North west repairs on track

Mount Isa to Townsville railway line repairs and freight subsidy on track

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Flood resilience will be bolstered on the Mount Isa to Townsville rail line with $6 million in works underway on a 320km stretch from Hughenden to Cloncurry.

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Repairs being undertaken on the Mount Isa to Townsville railway line earlier this year.

Repairs being undertaken on the Mount Isa to Townsville railway line earlier this year.

FLOOD resilience will be bolstered on the Mount Isa to Townsville rail line with $6 million in works underway on a 320km stretch from Hughenden to Cloncurry.

Freight operators and the resource industry are being encouraged to use the line, with $20 million accessed from a state government incentive scheme aimed to make the route more cost effective.

Transport Minister Mark Bailey said the rail-line upgrade would support 30 jobs during construction, with workers to be based in Julia Creek and Richmond, providing an economic kick-along for those towns.

The works include bridge abutment and scour repairs in nearby drains and creeks, stonework including gabion flood protection to embankments, and further drainage and cleaning works as required.

Work is expected to take place until October, and follows major repairs last year, which saw a 400-strong Queensland Rail taskforce rebuild the line following unprecedented monsoonal weather.

Townsville MP Scott Stewart said about 10 workers from each of three regional Queensland businesses - Morton's Earthmoving, Townsville Earthmoving and Schwartz Excavations - will be involved in the project.

"About two thirds of the workers will stay in Julia Creek, while the rest will be accommodated in Richmond, and all the materials for the project will be sourced locally - providing a much needed injection for the community," Mr Stewart said.

"The rail line provides a critical connection for resources companies to the Port of Townsville which is a major economic driver for the city."

Mr Bailey said in addition to investing in more resilient rail infrastructure, the Palaszczuk government was also encouraging more freight line usage through its $80 million, four-year incentive scheme.

"Queensland's North West Mineral Province contains about 75 per cent of the state's base metal and minerals, including copper, lead, zinc, silver, gold and phosphate deposits," Mr Bailey said.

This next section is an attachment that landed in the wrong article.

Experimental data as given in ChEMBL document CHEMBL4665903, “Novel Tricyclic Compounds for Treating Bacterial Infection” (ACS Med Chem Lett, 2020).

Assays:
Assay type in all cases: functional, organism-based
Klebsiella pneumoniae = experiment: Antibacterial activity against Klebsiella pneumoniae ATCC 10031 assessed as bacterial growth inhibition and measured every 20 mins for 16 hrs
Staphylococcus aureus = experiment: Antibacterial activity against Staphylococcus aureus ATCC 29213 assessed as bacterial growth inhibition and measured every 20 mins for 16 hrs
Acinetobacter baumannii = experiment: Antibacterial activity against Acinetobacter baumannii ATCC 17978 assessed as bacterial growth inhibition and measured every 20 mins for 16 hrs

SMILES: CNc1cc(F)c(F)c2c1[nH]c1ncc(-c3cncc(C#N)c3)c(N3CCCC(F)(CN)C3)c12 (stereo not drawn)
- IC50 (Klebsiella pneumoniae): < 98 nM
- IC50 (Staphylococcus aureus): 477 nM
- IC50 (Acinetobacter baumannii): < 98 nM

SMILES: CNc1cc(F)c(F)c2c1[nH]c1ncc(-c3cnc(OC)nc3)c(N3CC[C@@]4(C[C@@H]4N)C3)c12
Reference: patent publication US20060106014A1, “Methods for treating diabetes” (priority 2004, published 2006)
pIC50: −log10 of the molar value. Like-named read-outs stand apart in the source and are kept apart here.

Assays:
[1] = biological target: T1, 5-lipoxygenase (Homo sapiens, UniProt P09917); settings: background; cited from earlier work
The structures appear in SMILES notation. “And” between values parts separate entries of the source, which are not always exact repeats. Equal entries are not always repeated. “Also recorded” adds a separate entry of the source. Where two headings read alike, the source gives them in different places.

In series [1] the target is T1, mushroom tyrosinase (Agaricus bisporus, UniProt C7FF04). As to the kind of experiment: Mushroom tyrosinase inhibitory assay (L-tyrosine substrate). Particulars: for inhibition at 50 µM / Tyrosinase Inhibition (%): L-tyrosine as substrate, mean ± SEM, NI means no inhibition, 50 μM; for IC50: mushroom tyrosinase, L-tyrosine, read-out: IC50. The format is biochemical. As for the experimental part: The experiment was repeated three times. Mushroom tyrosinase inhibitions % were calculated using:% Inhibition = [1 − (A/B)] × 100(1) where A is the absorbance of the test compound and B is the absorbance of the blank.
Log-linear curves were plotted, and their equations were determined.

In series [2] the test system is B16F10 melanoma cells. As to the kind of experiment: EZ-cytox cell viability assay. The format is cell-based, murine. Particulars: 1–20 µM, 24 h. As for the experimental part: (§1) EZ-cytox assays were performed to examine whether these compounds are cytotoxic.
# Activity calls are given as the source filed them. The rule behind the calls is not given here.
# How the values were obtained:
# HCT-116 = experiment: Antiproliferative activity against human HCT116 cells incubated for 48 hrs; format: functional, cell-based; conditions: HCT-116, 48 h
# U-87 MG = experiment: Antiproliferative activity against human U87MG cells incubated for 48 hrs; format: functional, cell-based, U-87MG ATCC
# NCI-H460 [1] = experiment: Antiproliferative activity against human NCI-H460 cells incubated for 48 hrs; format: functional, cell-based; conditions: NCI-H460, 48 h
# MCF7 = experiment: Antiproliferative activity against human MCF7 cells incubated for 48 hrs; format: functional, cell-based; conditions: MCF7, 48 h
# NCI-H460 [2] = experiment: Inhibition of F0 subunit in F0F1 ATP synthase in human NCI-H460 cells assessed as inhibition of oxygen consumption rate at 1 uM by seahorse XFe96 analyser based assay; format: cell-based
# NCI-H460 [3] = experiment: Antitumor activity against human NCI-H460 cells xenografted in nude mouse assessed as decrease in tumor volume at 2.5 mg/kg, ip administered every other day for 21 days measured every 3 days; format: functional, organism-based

"Since we introduced the scheme, more than four billion gross tonne kilometres of eligible freight has moved along line to the Port of Townsville.

"This is an increase of more than one million in tonnage from the year prior to the scheme being introduced."

Glencore's Queensland Metals chief operating officer Matt O'Neill said their North Queensland operations had a long history of moving product and commodities via the Mount Isa line, from Mount Isa and Cloncurry to their Townsville copper refinery, and through the Townsville port to overseas markets.

"The distance to transport products in North Queensland is significant and transportation makes up a large portion of the cost of delivery to our customers, both in the domestic and export markets," Mr O'Neill said.

"We are pleased to see this scheme encouraging a shift towards rail as a real alternative to road transport along the Mount Isa rail corridor."

Queensland Resources Council chief executive Ian Macfarlane said the incentive scheme would help exports at a time when the State needed them the most.

"QRC's own recovery strategy pointed to the Mount Isa rail line as a key economic corridor for regional jobs and contributor to the billions of dollars in royalty taxes paid to government from our resource exports," Mr Macfarlane said.

MMG Dugald River welcomed the investment from the Queensland government to help make rail a more competitive option in North Queensland.

"At Dugald River, we remain open to exploring opportunities for optimising our supply chain, and commitments like this from the Queensland government will be of benefit to us and our local communities," an MMG spokesperson said.

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